BPA Hinders Learning, Memory, Study Shows
Chemical in common plastic products impairs synapse formation in brain
BY DEIRDRE HEALEY
The controversial chemical Bisphenol A (BPA) commonly found in hard plastic food and drink containers may impair the brain's ability to learn and remember, according to a groundbreaking study conducted by researchers at Guelph and Yale University.
The study reveals that continuous low doses of BPA hinder the formation of brain synapses, which allow neurons to communicate with one another and are critical to how we interpret and remember experiences.
“It dramatically impairs the formation of synapses in the regions of the brain important to learning,” says Prof. Neil MacLusky, chair of the Department of Biomedical Sciences. “These findings are worrisome because BPA is one of the most widely used chemicals in the world.”
BPA is used in plastic water bottles and some baby bottles, dental prostheses and sealants, and in the lining inside food cans. It's been proven that this chemical can leach from these products and be absorbed through human consumption.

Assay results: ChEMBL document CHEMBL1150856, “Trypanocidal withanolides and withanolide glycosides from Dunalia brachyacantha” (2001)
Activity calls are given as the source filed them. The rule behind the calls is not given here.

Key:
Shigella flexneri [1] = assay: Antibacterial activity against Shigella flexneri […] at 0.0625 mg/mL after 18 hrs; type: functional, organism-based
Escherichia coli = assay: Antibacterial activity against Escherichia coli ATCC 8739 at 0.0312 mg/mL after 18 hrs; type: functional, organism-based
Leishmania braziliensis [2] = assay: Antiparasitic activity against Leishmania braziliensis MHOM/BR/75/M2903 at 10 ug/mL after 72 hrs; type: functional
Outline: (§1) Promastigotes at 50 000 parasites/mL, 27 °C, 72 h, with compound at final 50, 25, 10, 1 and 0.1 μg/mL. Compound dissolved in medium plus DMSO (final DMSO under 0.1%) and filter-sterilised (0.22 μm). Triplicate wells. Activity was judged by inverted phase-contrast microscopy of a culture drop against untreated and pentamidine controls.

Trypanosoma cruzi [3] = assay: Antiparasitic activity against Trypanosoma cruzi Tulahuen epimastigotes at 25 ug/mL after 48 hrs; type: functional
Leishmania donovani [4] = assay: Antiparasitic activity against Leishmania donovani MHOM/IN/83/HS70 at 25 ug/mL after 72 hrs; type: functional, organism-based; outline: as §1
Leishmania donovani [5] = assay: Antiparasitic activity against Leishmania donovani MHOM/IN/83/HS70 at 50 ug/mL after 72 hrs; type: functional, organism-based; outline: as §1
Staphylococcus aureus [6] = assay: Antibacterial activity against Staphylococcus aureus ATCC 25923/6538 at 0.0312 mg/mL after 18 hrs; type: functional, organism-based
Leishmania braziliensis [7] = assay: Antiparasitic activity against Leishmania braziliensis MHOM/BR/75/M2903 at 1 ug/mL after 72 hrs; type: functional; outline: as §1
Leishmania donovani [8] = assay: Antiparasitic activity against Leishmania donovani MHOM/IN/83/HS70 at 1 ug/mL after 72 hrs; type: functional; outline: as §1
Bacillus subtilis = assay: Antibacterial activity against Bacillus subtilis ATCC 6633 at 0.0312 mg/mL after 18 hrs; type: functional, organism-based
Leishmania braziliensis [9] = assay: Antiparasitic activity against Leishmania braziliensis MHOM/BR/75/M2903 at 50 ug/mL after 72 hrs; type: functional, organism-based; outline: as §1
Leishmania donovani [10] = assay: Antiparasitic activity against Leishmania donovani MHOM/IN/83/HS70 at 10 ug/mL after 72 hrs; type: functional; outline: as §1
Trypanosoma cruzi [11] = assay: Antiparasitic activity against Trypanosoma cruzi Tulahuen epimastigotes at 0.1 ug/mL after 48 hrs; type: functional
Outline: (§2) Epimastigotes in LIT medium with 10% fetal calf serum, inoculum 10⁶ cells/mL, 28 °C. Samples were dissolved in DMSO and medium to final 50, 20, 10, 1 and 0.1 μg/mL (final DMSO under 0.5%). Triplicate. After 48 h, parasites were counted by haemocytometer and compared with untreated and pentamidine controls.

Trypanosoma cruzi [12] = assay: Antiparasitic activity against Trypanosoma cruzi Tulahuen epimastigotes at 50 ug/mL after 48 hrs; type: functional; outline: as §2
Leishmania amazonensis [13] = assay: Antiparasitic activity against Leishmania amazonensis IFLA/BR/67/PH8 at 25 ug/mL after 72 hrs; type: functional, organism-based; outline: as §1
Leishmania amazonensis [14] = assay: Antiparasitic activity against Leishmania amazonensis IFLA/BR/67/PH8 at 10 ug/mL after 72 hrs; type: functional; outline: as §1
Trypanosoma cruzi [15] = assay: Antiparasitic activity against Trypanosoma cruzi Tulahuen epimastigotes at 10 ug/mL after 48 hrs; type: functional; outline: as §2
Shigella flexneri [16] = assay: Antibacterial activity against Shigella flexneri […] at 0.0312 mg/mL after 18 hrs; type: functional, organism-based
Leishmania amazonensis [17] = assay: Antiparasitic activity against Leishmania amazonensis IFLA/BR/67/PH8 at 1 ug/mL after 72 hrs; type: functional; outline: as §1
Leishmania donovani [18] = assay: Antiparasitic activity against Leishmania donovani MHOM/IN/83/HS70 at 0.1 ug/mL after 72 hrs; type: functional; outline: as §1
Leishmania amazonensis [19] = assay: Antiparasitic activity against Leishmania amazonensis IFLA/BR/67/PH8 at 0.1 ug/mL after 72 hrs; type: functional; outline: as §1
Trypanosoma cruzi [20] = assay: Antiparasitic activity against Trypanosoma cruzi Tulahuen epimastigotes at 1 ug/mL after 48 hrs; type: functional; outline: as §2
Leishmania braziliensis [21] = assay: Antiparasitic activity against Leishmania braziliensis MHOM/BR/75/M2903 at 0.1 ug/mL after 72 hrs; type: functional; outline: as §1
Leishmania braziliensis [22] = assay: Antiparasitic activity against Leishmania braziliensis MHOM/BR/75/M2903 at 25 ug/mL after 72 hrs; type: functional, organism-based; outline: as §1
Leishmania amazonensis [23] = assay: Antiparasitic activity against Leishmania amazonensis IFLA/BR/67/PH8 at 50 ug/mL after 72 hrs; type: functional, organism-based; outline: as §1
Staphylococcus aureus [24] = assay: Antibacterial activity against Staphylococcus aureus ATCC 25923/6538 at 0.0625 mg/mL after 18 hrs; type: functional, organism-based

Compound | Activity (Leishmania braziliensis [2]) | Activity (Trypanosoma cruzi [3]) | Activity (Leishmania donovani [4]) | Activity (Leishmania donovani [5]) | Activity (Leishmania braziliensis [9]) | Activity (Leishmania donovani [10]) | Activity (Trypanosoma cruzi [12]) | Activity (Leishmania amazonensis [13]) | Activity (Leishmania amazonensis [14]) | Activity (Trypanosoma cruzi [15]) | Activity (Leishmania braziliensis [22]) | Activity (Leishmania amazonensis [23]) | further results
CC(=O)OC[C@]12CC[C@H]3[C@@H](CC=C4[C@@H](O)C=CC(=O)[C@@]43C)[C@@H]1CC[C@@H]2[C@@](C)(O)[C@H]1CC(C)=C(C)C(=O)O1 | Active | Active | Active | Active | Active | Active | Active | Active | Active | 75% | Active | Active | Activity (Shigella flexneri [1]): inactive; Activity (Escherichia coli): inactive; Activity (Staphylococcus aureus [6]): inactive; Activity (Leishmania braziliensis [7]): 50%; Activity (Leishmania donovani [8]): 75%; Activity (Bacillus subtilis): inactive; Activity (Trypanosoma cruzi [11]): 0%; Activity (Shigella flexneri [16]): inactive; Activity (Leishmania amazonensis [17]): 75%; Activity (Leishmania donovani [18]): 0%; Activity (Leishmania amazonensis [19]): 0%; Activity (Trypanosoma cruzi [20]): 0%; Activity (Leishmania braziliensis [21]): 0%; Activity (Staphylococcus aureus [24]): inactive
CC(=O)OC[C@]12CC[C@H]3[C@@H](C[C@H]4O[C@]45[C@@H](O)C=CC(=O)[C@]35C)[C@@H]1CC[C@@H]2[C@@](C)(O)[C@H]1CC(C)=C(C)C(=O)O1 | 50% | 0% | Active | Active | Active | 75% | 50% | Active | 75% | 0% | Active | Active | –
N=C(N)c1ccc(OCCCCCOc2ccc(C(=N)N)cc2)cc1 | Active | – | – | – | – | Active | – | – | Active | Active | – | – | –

Although previous research has been done on the harmful effects of BPA, MacLusky's study, published last week in the Proceedings of the National Academy of Sciences, is the first to mimic continuous environmental exposure levels.
Using the dose level declared safe by the U.S. Environmental Protection Agency for daily consumption by humans, the researchers exposed African green monkeys living on the Island of St. Kitts to BPA for a month.
Results showed that even at this low dose, BPA turns off increases in synapse density in the brain normally induced by estrogen, says MacLusky.
“Estrogen is more than just a female reproductive hormone. It enhances the rate at which some types of synapses are formed and is vital in maintaining normal neuronal structure in regions of the brain that control learning, memory and mood state. When we have BPA in our system, it seriously impairs this process.”
Although further research is needed, these results support the possibility that BPA is involved in human neurological conditions such as Alzheimer's disease, depression and schizophrenia, which all feature aberrant synapse formation and are also sensitive to sex hormone levels, he says.
This research was funded by the U.S. National Intitutes of Health and the Natural Sciences and Engineering Research Council of Canada.
Since hitting the news last week, this study has been covered by media outlets across Canada and around the world, including the Globe and Mail, National Post, Ottawa Citizen and Toronto Star, Canadian Press, GlobalTV and CTV News, the Washington Post, U.S. News, Britain's Medical News Today and the Times of India.